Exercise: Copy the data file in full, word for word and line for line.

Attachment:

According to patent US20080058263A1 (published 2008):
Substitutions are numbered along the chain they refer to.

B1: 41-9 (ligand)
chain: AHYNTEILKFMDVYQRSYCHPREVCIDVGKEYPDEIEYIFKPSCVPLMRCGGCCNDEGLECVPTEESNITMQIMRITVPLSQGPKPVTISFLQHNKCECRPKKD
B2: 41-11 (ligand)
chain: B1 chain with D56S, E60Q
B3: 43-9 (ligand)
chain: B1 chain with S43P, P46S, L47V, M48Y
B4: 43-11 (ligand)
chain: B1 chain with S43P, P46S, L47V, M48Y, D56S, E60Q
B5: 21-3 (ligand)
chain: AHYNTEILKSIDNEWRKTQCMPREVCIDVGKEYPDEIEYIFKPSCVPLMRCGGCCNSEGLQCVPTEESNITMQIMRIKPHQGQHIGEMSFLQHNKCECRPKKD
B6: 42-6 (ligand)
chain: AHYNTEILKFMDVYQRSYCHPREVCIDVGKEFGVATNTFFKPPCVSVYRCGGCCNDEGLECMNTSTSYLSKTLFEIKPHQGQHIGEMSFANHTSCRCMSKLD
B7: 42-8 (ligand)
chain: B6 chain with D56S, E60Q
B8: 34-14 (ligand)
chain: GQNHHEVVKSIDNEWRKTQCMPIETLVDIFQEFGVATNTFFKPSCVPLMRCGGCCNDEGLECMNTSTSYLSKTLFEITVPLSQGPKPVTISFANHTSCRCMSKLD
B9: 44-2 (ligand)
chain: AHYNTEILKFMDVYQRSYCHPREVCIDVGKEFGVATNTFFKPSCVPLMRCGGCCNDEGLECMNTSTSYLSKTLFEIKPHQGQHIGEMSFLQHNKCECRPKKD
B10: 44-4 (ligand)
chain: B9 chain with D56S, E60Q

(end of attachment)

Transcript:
According to patent US20080058263A1 (published 2008):
Substitutions are numbered along the chain they refer to.

B1: 41-9 (ligand)
chain: AHYNTEILKFMDVYQRSYCHPREVCIDVGKEYPDEIEYIFKPSCVPLMRCGGCCNDEGLECVPTEESNITMQIMRITVPLSQGPKPVTISFLQHNKCECRPKKD
B2: 41-11 (ligand)
chain: B1 chain with D56S, E60Q
B3: 43-9 (ligand)
chain: B1 chain with S43P, P46S, L47V, M48Y
B4: 43-11 (ligand)
chain: B1 chain with S43P, P46S, L47V, M48Y, D56S, E60Q
B5: 21-3 (ligand)
chain: AHYNTEILKSIDNEWRKTQCMPREVCIDVGKEYPDEIEYIFKPSCVPLMRCGGCCNSEGLQCVPTEESNITMQIMRIKPHQGQHIGEMSFLQHNKCECRPKKD
B6: 42-6 (ligand)
chain: AHYNTEILKFMDVYQRSYCHPREVCIDVGKEFGVATNTFFKPPCVSVYRCGGCCNDEGLECMNTSTSYLSKTLFEIKPHQGQHIGEMSFANHTSCRCMSKLD
B7: 42-8 (ligand)
chain: B6 chain with D56S, E60Q
B8: 34-14 (ligand)
chain: GQNHHEVVKSIDNEWRKTQCMPIETLVDIFQEFGVATNTFFKPSCVPLMRCGGCCNDEGLECMNTSTSYLSKTLFEITVPLSQGPKPVTISFANHTSCRCMSKLD
B9: 44-2 (ligand)
chain: AHYNTEILKFMDVYQRSYCHPREVCIDVGKEFGVATNTFFKPSCVPLMRCGGCCNDEGLECMNTSTSYLSKTLFEIKPHQGQHIGEMSFLQHNKCECRPKKD
B10: 44-4 (ligand)
chain: B9 chain with D56S, E60Q